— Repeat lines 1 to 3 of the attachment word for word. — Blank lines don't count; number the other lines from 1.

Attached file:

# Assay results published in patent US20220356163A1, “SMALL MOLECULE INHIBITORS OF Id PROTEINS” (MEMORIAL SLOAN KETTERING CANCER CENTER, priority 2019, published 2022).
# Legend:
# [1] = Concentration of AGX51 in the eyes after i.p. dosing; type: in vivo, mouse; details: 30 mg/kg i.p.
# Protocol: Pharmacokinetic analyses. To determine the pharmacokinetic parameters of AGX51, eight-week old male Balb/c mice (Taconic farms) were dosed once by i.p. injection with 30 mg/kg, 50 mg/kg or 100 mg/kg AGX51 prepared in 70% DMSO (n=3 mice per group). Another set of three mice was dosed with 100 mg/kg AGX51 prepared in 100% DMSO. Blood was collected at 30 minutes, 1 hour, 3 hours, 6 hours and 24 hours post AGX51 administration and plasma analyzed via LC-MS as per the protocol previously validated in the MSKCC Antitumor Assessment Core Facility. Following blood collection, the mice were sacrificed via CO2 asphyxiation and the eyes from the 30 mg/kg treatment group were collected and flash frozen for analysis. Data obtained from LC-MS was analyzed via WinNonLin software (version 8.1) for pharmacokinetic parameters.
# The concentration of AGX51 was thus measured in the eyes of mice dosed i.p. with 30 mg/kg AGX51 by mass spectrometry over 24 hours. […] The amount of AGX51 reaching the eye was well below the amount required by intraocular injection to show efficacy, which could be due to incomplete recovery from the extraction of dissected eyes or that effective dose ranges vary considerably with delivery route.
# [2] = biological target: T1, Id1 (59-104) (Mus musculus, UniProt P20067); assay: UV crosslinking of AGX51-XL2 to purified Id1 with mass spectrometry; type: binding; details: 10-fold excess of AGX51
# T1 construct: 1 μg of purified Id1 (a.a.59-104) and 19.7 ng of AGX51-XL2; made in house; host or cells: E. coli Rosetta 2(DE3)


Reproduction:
# Assay results published in patent US20220356163A1, “SMALL MOLECULE INHIBITORS OF Id PROTEINS” (MEMORIAL SLOAN KETTERING CANCER CENTER, priority 2019, published 2022).
# Legend:
# [1] = Concentration of AGX51 in the eyes after i.p. dosing; type: in vivo, mouse; details: 30 mg/kg i.p.